• hi! i love, love, love your site. quick question – i was going to make this and give away for gifts – how long does it last? i should keep it refrigerated, right (and instruct my recipients to refrigerate as well)? and, if you strain it the next day, do you lose all those lovely chili bits or are they broken down enough they escape through the sieve? thank you again – really love the writing and the photos.

  • I bottled the chili oil and reserved the chili bits as a sauce. It’s not as spicy hot as the Mean Santa Chili sauce, but it is fragrant and still spicy enough. Feels good to make something like this from scratch instead of buying a store bought. Who knows what they really put inside those jars?! Thank you so much for turning me into a homemade-condiment fanatic now.

  • Mandy,

    Thanks for your ‘signature’ careful attention to detail, enthusiastic writing style and tasty recipe. I am fascinated by chilli oils and the various techniques to extract the flavour dimensions and texturising those essential chilli seeds.

    In Step 3, is the residual heat from the pot and oil alone? If an electric hob is used then should the pot be removed from the hob because they tend to cool down slowly?

  • I made this long ago, substituting with deeply over-simplified ingredients – only red chili flakes and a green jalapeno, regular cardamom in powder form, lol, and olive oil instead of peanut – cause that’s all that was available and this oil was still AmAZING!!! Loved it so much! Today, am trying it with all the correct ingredients and well, I am eagerly looking forward to it!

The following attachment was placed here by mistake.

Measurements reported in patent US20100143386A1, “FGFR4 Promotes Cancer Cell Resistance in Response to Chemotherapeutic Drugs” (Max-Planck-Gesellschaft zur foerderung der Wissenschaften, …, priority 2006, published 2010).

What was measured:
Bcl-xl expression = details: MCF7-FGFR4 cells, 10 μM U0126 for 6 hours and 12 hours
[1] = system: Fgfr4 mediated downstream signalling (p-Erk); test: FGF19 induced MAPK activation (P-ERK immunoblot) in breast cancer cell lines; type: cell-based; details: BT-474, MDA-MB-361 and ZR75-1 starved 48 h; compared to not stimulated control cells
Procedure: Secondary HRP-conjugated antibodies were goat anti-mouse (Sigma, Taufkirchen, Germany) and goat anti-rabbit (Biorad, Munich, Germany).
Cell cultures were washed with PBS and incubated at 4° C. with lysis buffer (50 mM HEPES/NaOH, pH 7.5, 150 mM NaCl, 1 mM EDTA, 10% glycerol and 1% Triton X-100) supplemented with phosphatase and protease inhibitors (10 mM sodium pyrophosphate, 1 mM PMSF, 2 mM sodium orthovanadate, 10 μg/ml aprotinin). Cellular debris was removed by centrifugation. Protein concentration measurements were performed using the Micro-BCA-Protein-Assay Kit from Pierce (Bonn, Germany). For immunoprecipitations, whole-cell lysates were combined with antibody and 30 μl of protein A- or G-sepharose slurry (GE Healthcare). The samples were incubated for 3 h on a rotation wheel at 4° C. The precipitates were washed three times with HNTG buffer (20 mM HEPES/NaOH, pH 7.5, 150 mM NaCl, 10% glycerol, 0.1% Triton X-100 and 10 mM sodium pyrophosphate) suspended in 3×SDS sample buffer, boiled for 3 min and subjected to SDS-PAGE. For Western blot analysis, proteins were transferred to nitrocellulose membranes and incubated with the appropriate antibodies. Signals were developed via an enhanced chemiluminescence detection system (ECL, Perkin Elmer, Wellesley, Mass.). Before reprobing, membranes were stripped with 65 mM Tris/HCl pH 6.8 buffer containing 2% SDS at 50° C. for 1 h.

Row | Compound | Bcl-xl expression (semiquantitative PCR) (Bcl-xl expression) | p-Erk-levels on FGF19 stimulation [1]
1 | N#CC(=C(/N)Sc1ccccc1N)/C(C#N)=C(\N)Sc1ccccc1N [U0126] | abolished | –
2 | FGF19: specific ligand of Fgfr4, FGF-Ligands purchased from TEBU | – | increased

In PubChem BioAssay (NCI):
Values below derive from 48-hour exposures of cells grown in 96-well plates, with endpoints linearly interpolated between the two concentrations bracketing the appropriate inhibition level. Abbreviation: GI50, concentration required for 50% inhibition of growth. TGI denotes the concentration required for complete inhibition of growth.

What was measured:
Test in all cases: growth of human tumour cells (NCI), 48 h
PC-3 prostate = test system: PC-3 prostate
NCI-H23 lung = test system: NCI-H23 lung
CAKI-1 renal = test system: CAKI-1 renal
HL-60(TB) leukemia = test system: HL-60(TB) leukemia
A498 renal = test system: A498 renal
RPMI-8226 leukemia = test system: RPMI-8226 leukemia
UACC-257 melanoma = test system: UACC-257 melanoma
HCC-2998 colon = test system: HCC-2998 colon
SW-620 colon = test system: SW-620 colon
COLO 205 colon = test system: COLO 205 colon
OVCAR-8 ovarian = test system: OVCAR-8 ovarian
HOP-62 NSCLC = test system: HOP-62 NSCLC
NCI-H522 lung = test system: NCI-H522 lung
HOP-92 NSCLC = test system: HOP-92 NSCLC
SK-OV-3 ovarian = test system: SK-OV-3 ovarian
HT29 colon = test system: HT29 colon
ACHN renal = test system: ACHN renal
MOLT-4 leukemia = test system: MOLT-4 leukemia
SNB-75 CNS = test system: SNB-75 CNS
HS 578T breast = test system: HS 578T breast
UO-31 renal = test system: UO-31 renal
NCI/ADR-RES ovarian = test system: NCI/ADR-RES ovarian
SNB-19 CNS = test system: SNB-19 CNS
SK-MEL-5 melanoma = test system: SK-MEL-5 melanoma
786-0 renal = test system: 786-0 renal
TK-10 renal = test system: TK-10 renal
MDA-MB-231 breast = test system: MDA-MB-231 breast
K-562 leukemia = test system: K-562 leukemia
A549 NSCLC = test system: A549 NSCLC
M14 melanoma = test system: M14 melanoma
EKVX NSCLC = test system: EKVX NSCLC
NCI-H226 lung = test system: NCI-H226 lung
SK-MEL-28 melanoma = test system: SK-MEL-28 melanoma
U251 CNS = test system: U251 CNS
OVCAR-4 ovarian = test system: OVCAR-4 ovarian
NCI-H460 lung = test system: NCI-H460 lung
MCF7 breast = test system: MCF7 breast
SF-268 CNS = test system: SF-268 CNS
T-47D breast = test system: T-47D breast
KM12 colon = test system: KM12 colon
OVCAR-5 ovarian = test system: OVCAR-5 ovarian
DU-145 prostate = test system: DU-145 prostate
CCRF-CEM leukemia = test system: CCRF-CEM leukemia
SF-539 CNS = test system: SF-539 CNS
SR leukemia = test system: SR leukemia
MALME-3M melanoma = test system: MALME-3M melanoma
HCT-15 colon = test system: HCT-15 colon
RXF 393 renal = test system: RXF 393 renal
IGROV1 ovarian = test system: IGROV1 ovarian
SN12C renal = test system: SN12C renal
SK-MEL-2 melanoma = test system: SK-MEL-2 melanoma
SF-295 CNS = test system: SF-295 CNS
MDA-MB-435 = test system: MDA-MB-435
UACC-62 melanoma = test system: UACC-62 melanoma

• Recently found your blog and fell in love with it!!! I used to live in Shanghai and can pretty much relate to your experience. I love sichuan food but too intimidated to make them myself. When I saw how simple this looks, I immediately tried making this recipe with peanut oil. It was AMAZING! My kitchen never smelled better. This looks like it would go well with “suan la fen” (the smell reminds me of it). Would love to see your version (suan la fen) with this.

  • Made this tonight and I don’t think that my kitchen has even smelled as good. Thanks for your detailed recipes and instructions!